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Opinion-editorial
Voters' voices must continue to be heard

By Keith Goble
state legislative editor

 

The dust has yet to completely settle after a rabid election season in which more than three-quarters of all federal and state elected officials were on ballots. With so many new and re-elected lawmakers preparing to get to work after the first of the year, it is worthwhile to start making plans to communicate to them what you would like to see happen during their time in office.

Since Election Day, I’ve been thinking about some of the plans that were touted by candidates on the gubernatorial campaign trail. Here are a couple of the more noteworthy plans that truckers should be proactive in discussing with their lawmakers and not just sit by to see how they play out in the months and years ahead.

In Pennsylvania, Gov.-elect Tom Corbett appears to be singing a similar tune to outgoing Gov. Ed Rendell about how to address transportation funding.

Corbett said he would consider selling public assets, such as the Pennsylvania Turnpike. In fact, the governor-elect said he would call on PennDOT and the Turnpike Commission to study the potential for new projects that expand roadway capacity. Those projects could include establishing partnerships with local governments and private companies and creating high-occupancy vehicle lanes.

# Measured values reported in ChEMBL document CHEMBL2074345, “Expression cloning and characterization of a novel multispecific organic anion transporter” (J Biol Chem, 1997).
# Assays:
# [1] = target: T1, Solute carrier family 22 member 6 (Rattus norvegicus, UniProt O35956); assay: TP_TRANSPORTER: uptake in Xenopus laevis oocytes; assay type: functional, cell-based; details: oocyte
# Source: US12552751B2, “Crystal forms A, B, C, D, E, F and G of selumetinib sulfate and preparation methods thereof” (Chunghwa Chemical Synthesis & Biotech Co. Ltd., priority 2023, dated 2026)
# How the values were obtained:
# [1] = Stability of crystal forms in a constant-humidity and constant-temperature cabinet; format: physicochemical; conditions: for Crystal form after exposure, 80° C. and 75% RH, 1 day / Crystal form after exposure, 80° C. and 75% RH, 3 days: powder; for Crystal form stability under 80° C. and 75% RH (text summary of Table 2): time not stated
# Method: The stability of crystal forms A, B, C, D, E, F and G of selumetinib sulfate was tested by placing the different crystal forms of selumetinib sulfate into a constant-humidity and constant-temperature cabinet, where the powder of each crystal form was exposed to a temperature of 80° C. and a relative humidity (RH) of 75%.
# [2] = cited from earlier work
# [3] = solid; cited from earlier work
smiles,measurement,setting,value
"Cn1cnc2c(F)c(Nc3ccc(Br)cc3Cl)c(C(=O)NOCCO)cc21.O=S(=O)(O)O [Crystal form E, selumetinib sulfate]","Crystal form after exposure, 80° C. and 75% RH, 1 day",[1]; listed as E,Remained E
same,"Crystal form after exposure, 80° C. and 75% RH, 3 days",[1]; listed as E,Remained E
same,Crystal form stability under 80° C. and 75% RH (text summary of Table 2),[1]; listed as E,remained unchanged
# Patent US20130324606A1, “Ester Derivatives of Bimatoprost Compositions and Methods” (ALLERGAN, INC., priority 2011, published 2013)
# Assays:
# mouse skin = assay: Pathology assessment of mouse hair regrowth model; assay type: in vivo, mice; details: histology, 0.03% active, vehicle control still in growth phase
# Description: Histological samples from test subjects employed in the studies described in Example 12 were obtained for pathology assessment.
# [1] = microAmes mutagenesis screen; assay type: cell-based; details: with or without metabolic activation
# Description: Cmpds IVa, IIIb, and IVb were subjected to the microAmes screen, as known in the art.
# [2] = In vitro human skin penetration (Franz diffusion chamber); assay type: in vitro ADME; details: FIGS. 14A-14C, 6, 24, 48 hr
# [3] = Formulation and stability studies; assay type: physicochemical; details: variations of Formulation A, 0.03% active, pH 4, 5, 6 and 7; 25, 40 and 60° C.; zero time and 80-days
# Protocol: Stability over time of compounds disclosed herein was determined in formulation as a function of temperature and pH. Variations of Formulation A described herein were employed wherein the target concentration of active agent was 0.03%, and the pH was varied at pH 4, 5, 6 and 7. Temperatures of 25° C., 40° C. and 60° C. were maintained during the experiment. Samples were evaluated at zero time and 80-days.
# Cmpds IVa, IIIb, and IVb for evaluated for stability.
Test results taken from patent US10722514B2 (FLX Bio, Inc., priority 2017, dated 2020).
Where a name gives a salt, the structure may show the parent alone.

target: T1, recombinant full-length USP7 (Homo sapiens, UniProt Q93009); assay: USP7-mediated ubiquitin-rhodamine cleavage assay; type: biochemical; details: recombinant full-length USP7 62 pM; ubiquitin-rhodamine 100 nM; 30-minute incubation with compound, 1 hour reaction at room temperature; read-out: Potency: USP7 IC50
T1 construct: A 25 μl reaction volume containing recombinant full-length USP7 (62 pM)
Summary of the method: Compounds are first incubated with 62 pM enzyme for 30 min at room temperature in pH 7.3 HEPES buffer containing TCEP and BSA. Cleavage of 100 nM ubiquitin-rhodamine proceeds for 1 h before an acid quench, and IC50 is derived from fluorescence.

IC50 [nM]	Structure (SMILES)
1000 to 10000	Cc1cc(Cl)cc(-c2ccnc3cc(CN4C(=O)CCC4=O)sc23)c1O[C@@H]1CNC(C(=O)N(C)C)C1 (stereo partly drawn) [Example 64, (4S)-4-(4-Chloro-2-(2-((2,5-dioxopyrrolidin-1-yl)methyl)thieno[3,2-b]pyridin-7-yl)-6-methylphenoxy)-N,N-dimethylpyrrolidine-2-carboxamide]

It is disappointing to hear that Corbett appears to be cut from a similar cloth as Rendell – as far as leasing, or essentially selling, the turnpike. Pennsylvanians, and everyone else, deserve to have elected officials in place who are going to take more cautious steps to address infrastructure needs and not simply chase solutions by pawning off resources.

Colorado’s soon-to-be governor, John Hickenlooper, has spoken about shutting large trucks down to make travel easier for skier traffic between Denver and mountain resorts along I-70. Much ado has been made about the entanglement of weekend vacationers and large trucks on high-country roads.

Obviously something needs to be done about the traffic dilemmas in the area, but this foolish idea could have various economic impacts. On-time deliveries would be affected not only locally, but regionally and nationally. Truckers and businesses they serve would also be burdened with additional costs.

With so many new elected officials anxious to get to work and open up lines of communication with their constituents, it is a perfect time to discuss with them issues that are important to you and your trucking business. The earlier you get started by educating them on the issues the better off you, and the industry, will be. LL

 

keith_goble@landlinemag.com

Aug/Sept Digital Edition